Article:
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Quantifying the 'Syrian' correction

File photo of an F-16 Fighting Falcon.
Source: U.S. Defense
File photo of an F-16 Fighting Falcon.

Recapping the day's news and newsmakers through the lens of CNBC.

Syrian market shocks

Notes:

War typically roils the markets, but what will happen if the U.S. and other countries bomb Syria? In the least, retaliation over poison gas attacks could affect the oil market. Syria is not a major producer, but some of its neighbors are, and Western involvement could trigger social disruption that could affect supplies. Oil settled above $109 a barrel, from below $100 at the start of July.

Trouble in Syria adds to a laundry list of problems the stock market faces as summer fades into September, and it's looking like investor sentiment could transform from full throttle risk-on to a skittish environment where even the bulls are getting antsy.

Quote:

"Should tensions spread to other countries in the region, we are definitely likely to see prices climb towards $120."
—Eugen Weinberg, Commerzbank

"Right now it's being introduced to the public as a surgical strike—in and out, antiseptic and not spreading. One would argue that the market is buying into that. We don't see a market that's collapsing."
—Quincy Krosby, chief market strategist at Prudential Annuities

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In homes, easy money made ...

Notes:

Has the easy money been made in homes? Maybe. The latest data from the S&P/Case Shiller index shows the gains are slowing, with prices up 0.9 percent in June, a tad below May's 1.0. Yes, prices were up 12.2 percent over 12 months, but many experts are expecting the pace to slow.

Quote:

"In the single family realm, I think that there is a chance that there is weakening. The housing market has gotten very speculative and it goes through big cycles. … It's a rollercoaster, that's what these markets have become."
—Robert Shiller, Yale professor and co-founder of Case/Shiller

Detroit
Adam Jeffery | CNBC
Detroit

... And bargain basements few and far between for investors

Notes:

So, if the torrid pace of home price gains is slowing, what's the problem? After housing suffered an historic pummeling, investors went on a bargain-shopping binge for existing homes. After all, they had the cash, and they had only weak competition from ordinary buyers. In some rebounding markets, investors made more than half of all purchases. Now there just aren't as many bargain-basement homes to buy, and investors' share of purchases nationally fell to 16 percent in July, from 25 percent in early 2009.

Quote:

"We definitely see the investor market cooling early in the season. You had Wall Street at some point becoming frustrated because you just couldn't buy in bulk the kinds of inventory they'd been able to get in 2012, 2011, and so those investors started to pull back."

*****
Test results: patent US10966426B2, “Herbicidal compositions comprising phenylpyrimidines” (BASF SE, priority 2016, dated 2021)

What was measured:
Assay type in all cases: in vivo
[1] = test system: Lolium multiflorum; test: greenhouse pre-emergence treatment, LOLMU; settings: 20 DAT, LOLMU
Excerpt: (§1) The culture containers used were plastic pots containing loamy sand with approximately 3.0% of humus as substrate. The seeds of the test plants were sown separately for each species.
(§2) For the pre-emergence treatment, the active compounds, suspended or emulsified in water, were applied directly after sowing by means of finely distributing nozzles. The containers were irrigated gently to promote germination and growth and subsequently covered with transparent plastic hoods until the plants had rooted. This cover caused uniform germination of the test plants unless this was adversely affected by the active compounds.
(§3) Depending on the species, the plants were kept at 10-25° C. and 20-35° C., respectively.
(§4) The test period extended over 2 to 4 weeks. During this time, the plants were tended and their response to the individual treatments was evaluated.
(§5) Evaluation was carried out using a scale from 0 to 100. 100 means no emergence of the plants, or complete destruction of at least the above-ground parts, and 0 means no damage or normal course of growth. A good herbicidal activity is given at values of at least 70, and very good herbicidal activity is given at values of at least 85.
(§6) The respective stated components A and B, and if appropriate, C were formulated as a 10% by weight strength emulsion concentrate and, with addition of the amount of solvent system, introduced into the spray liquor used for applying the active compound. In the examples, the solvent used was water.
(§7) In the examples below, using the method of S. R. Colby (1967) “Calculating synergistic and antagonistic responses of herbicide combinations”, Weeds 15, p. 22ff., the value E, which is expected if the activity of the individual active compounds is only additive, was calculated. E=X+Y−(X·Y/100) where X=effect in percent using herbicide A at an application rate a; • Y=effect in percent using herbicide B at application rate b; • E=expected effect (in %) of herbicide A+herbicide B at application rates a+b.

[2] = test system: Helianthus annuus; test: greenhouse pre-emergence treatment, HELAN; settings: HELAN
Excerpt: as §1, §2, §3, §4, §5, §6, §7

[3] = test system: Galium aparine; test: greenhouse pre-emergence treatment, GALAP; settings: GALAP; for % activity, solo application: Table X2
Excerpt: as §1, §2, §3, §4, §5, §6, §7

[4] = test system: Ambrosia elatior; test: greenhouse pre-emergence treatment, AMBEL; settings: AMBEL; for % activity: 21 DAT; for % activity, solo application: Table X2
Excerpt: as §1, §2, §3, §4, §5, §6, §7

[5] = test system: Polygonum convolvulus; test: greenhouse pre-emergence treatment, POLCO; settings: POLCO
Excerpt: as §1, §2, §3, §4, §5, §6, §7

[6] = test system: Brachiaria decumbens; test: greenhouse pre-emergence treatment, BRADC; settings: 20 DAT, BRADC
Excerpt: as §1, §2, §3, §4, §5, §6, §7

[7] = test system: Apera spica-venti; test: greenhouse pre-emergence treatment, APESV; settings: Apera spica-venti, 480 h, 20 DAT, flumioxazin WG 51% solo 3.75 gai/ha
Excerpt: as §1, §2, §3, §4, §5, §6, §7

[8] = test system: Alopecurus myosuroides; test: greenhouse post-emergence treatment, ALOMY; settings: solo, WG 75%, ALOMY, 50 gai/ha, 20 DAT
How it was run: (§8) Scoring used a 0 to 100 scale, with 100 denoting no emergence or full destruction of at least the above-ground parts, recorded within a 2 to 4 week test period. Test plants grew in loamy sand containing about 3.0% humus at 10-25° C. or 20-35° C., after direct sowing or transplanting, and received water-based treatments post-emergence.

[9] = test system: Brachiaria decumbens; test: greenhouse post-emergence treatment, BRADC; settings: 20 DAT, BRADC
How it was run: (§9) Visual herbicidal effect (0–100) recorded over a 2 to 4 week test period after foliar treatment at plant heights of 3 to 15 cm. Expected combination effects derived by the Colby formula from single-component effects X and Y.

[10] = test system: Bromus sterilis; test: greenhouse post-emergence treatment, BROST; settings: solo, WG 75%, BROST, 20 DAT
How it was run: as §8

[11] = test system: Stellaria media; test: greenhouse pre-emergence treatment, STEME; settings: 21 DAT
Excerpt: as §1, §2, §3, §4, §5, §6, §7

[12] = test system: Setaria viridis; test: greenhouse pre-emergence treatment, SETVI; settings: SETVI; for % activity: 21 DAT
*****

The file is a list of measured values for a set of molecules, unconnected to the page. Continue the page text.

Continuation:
—Glenn Kelman, CEO of Redfin, an online real estate sales company

A Ford C-MAX plug-in hybrid vehicle comes off the assembly line at the Michigan Assembly Plant.
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A Ford C-MAX plug-in hybrid vehicle comes off the assembly line at the Michigan Assembly Plant.

'Good ole days' of unreliable U.S. cars

Notes:

The rebound of the U.S. car industry has been impressive, but automakers should guard against complacency. A new Consumer Satisfaction Index finds that the Big Three makes are becoming less appealing to buyers. Imports usually beat domestic brands on consumer satisfaction, but the gap is widening. Results may reflect slipping U.S. reliability as the firms ramp up production to meet growing demand.

Quote:

"This could become problematic once demand slackens, making further sales growth more challenging unless customer satisfaction improves."
—David VanAmburg, director of the ACSI

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Look East for biggest U.S. bond sellers

Notes:

The U.S. depends on the kindness of strangers, that is, foreigners who buy up our federal debt by the trillions. In fact, about half of our debt is in foreign hands, a heavy demand that has helped keep interest rates low. Now some experts think we've conned ourselves into believing that demand will always be there.

New government data show a record $40.8 billion of net foreign selling of Treasurys in June, almost all by China and Japan. It was the fifth straight month of outflows. When the Federal Reserve begins to wind down its quantitative easing program, interest rates could jump as foreign investors bail out of Treasurys to avoid a fall in bond prices.

Quote:

"When the Fed stops buying Treasurys, foreign and domestic investors will do so as well. ... It would be wise to prepare your portfolio for a massive interest rate shock in the near future."
—Economist Michael Pento, president of Pento Portfolio Strategies

—By Jeff Brown, Special to CNBC.com

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